By Teresa Welsh |
The Constitution grants the president the power to appoint certain officers, but this power is tempered by the Senate's role of providing advice and consent to all principal officers. The Senate's advice-and-consent duty is not merely a formality but a cornerstone of the separation of powers. When the Senate is not in session for an extended period of time, the president may make temporary recess appointments lasting up to two years. As my colleagues explained, President Obama overstepped his constitutional authority when he appointed three members to the National Labor Relations Board and Richard Cordray to head the Consumer Financial Protection Bureau on January 4.
Art. I, sec. 5 of the Constitution provides that "[n]either House…shall…adjourn for more than three days" without the consent of the other. The House of Representatives has not consented to a Senate recess. Thus, the Senate is not in recess and the president's purported recess appointments were unconstitutional and unprecedented. On December 17, the Senate began a "pro forma" session, which allows the Senate to conduct its business mostly by agents under unanimous consent procedures. Regardless of the prudence of these "pro forma" sessions, the president is well aware that the Senate remained in session. In fact, on December 23, President Obama signed a bill--the payroll tax cut extension--into law that the Senate passed earlier that day.
Certainly, the Constitution allows for recess appointments, and many presidents have lawfully exercised this power over the years. Our Constitution's Framers likely did not imagine a day when senators could communicate their consent to bills by electronic means or fly to Washington in a few hours. As a result, they provided a mechanism for the president to make appointments during necessarily long recesses. President Obama is not the first to abuse this power. But for nearly a century, the general consensus of all branches of government was that the Senate must be in recess for at least nine to 10 days before the president may make recess appointments. Thus, the Senate has a duty to protect its prerogatives and must not allow President Obama to render its constitutional role meaningless. It is up to the House and Senate to determine whether to stay in session or not, and the president cannot ignore the fact the Congress is in session any time he wants to circumvent a Senate confirmation.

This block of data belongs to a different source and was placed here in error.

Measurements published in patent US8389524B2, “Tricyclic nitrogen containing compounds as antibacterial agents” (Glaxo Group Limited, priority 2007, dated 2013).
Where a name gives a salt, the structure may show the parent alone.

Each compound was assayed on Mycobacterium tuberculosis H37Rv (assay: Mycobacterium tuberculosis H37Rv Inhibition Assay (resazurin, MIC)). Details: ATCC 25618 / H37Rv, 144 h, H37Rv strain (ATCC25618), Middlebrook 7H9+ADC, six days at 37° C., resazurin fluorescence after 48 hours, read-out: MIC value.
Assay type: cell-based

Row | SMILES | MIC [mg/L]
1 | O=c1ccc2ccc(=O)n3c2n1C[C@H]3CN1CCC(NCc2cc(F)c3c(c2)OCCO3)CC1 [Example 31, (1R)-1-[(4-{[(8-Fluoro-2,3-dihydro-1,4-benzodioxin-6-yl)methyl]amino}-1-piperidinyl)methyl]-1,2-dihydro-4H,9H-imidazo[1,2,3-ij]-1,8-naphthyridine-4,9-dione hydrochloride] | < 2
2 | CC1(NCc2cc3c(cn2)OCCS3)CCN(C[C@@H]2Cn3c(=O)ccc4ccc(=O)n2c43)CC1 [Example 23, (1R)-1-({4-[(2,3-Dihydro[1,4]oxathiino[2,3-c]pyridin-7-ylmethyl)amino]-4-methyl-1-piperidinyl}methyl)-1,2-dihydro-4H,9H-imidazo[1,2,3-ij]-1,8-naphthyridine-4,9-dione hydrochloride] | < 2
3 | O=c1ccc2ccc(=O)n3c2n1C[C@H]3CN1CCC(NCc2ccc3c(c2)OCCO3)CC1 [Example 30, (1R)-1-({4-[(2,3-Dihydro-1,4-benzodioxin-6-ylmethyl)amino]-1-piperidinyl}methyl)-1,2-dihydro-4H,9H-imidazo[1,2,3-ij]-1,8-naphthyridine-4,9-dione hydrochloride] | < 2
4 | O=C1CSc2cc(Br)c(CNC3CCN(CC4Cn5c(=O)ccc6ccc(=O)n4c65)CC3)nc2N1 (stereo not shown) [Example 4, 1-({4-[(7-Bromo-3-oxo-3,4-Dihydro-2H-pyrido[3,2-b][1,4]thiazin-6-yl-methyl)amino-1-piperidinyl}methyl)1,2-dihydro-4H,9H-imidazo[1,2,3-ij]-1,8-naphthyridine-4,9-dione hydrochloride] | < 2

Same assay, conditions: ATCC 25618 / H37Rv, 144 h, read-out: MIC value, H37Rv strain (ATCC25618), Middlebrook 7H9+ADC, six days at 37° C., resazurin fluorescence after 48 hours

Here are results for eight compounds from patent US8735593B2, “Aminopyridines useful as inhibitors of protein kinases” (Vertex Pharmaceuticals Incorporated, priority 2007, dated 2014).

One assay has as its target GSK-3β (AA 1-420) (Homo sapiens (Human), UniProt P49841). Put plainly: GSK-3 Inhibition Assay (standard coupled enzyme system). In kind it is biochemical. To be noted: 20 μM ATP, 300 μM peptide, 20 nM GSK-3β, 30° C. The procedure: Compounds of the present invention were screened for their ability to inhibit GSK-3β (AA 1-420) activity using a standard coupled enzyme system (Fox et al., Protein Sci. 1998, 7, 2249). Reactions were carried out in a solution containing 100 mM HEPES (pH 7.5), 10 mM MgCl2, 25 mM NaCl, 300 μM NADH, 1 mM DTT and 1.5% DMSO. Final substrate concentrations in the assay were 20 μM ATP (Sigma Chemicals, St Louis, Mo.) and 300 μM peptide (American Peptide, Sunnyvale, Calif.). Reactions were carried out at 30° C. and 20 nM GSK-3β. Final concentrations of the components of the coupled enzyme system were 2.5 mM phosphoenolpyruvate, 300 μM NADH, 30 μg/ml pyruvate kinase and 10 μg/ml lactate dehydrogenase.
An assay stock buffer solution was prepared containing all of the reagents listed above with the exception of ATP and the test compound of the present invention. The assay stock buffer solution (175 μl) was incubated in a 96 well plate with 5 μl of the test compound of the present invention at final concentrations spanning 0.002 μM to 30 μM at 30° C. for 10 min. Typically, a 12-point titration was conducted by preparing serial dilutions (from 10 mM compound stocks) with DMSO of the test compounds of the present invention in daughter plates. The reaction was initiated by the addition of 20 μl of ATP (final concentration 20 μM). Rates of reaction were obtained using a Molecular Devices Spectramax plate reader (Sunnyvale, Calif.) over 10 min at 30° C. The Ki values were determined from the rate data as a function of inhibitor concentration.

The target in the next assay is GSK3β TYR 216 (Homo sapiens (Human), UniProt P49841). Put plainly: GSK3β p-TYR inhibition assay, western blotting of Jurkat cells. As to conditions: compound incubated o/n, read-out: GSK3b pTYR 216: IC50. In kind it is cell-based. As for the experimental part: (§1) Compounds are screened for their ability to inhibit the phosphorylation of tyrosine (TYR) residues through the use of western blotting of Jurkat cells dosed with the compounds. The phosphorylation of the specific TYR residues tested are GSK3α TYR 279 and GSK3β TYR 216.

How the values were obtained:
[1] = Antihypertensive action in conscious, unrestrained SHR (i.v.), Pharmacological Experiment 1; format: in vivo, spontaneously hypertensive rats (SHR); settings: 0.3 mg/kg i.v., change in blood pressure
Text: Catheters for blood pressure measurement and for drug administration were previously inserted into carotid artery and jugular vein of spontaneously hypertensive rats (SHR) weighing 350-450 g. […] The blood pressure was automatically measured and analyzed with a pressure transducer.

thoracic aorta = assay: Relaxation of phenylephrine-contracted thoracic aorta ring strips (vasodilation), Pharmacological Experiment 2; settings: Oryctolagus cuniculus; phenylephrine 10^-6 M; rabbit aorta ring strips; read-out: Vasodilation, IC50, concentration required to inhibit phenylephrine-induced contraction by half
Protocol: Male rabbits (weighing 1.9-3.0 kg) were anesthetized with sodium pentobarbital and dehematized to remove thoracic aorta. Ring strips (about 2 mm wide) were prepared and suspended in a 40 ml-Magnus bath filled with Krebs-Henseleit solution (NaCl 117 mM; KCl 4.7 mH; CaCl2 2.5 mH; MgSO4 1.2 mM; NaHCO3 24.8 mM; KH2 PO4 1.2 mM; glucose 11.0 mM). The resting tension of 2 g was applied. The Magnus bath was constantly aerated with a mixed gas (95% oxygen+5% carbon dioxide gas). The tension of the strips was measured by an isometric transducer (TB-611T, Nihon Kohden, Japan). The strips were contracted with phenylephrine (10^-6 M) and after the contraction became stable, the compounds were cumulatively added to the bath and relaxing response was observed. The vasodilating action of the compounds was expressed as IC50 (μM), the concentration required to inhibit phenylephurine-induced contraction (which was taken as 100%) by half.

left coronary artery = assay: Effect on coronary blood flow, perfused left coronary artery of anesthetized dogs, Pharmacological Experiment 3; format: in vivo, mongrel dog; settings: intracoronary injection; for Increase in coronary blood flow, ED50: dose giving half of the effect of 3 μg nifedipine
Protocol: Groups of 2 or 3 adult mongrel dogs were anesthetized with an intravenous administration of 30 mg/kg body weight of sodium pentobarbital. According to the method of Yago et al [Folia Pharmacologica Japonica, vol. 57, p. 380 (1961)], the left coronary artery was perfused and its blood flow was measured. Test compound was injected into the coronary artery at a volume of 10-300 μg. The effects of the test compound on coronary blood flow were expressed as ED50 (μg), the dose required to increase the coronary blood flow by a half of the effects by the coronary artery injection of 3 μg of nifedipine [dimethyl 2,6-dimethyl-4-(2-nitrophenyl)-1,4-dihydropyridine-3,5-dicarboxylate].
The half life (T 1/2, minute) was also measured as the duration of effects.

About Elizabeth Garvey Legal Policy Analyst in the Heritage Foundation's Center for Legal & Judicial Studies
Phil Kerpen Vice President for Policy at Americans for Prosperity
John Berlau Director of the Center for Investors and Entrepreneurs at the Competitive Enterprise Institute
David Arkush Director of the Congress Watch Division of Public Citizen